Surprisingly, given the blatant racism of the Nazi party, some of the German soldiers were also shocked by the shoddy treatment of their fellow farmworkers. “The blacks…didn’t do much better than us,” remarked one POW. “They were just in front of the wire, and we were behind the wire.” Another German soldier, who was a farmer in his civilian life, noted that African American were expected to pick two to three more times the cotton required of the POWs. “You have to see how they lived,” he said after the war. “These people were so exploited.”
At the time, Huntsville was conducting a re-education program for German prisoners, and the status of African Americans made Germans look askance at their classes on the land of the free. “They were being taught the meaning of ‘democracy,’” explained historian Matthias Reiss, “while outside the southern camps no black citizen dared to step on the sidewalk alongside white Americans.”
As part of their re-education, prisoners were also showed films of Allied soldiers liberating the concentration camps. “We saw the emaciated bodies and empty eyes of the survivors,” said POW Gerhard Hennes. “We saw the piles of naked bodies, starved to death. We saw the mass graves. We saw the ovens where tens of thousands had been cremated. We saw and stared in silence, struggling but unable to believe what we Germans had done to Jews, gypsies, prisoners of war and many others deemed inferior or expendable.”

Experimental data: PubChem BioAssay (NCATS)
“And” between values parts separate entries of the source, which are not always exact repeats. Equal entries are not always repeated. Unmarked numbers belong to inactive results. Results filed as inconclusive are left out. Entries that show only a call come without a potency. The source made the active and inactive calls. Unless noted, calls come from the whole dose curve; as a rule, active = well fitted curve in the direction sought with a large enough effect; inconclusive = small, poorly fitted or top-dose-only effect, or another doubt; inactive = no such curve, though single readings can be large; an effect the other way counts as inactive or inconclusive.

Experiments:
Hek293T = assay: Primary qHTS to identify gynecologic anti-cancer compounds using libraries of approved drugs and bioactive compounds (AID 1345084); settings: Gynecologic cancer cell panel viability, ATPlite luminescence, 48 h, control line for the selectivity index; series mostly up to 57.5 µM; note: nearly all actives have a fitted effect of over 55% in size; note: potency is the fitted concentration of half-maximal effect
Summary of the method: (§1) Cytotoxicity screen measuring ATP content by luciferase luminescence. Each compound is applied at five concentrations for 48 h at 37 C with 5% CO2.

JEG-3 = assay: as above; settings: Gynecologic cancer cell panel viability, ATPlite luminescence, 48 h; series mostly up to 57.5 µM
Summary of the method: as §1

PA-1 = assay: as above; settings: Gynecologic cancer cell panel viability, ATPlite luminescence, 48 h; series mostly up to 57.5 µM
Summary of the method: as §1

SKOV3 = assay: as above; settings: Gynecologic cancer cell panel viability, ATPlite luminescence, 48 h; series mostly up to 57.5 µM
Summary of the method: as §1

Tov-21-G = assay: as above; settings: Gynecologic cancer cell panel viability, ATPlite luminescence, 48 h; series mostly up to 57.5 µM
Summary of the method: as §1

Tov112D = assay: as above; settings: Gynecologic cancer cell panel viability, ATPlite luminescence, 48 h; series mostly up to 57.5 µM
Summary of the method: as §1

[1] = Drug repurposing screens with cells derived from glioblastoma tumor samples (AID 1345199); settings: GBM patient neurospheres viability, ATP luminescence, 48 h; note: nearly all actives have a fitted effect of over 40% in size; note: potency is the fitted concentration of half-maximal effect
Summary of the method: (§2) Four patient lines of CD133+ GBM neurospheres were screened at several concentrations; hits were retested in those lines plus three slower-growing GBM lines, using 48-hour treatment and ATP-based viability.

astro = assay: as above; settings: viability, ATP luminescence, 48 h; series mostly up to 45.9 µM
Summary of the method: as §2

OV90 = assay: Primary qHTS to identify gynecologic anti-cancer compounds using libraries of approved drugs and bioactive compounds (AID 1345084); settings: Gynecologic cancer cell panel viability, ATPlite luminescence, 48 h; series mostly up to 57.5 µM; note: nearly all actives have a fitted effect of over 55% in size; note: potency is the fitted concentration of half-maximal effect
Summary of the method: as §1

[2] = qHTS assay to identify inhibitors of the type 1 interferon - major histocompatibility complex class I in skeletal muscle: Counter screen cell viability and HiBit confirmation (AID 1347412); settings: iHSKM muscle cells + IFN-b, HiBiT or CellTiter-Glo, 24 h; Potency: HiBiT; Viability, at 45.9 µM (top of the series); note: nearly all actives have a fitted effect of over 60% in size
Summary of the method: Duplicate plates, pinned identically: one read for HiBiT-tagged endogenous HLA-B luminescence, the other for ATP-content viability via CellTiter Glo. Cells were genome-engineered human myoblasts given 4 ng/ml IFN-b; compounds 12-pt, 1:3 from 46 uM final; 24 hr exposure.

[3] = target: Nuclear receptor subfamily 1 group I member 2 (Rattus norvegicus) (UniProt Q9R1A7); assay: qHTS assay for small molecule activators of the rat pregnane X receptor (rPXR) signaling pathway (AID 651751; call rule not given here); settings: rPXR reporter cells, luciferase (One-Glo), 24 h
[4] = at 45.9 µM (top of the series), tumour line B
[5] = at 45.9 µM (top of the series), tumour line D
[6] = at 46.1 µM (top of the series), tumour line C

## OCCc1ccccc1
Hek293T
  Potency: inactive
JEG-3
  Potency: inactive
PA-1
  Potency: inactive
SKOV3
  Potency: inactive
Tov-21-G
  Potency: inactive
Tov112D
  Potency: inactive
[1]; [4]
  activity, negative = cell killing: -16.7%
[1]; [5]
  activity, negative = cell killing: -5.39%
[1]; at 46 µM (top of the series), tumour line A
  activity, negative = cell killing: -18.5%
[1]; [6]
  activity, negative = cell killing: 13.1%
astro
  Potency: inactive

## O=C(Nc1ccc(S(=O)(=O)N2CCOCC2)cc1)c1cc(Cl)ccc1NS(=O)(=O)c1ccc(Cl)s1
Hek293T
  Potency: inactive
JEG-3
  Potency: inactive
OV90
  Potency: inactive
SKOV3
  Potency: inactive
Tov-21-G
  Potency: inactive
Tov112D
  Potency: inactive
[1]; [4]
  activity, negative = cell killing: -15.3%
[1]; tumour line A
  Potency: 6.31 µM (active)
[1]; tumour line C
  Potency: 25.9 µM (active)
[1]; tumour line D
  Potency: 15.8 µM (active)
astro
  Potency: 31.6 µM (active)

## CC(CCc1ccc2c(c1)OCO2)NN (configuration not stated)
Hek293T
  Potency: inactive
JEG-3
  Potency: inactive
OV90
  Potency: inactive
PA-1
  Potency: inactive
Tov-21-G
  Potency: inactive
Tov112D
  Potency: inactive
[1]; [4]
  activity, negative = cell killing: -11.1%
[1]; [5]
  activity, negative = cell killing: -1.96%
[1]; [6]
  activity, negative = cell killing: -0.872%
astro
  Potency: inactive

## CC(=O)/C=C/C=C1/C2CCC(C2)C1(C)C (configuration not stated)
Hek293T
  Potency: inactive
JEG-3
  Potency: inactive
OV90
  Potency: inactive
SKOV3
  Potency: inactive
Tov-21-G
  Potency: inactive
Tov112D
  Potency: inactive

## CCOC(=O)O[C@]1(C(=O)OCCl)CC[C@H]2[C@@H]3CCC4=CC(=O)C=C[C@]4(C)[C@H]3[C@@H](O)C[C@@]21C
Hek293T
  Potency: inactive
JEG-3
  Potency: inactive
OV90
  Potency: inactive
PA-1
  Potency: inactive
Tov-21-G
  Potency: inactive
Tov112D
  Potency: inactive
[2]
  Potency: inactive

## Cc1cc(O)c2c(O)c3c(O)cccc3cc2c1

They watched them in disbelief, and many refused to accept the truth of what they saw. “This just doesn’t happen,” former POW Herman Daumling recalled thinking as he watched the films. “Nobody does that.” The fact of concentration camps was an open secret, but German soldiers claimed that no one knew about the genocide that claimed the lives of 6 million Jews and 5 million others that the Nazis deemed undesirable.
Listening to American radio news reports eventually convinced Daumling that the films weren’t propaganda, but unvarnished truth, but he was the exception. Fewer than half believed that the Holocaust was real by the end of the war, according to a poll conducted by the U.S. government.
Accepting the fact of the death camps had profound consequences for German soldiers. Hennes was one of the believers. “I turned in one profound transformation from being a hero to being a villain,” he said.
Thousands of German POWs moved back to the United States after the war, including Hennes. Historian Arnold Krammerestimates that 8,000 POWs eventually returned to the U.S. Some married American women, but most were sponsored by a resident to be eligible for residency, including former farmers supporting their former farm hands. POWs who didn’t immigrate to the States still visited Texas regularly for reunions with the farmers they once worked for. “Without exception, they recall their years as POWs in Texas as ‘the greatest times of their lives,’” Krammer observed.Erichsen also moved to the United States after the war, eventually becoming a citizen and settling in Texas. He’s lived here most of his life. Yet he can’t shake what he learned as a young person. He still remembers the songs he had to memorize as a young man in Nazi Germany. He offered a few lines to a reporter reluctantly, at his wife’s urging: “Sharpen the long knives on the lantern post. See the Jewish blood flow.” He doesn’t want to think about what he learned as a child, but he has acknowledged it is a part of him, and he can never relax his vigilance against the hateful indoctrination of his youth.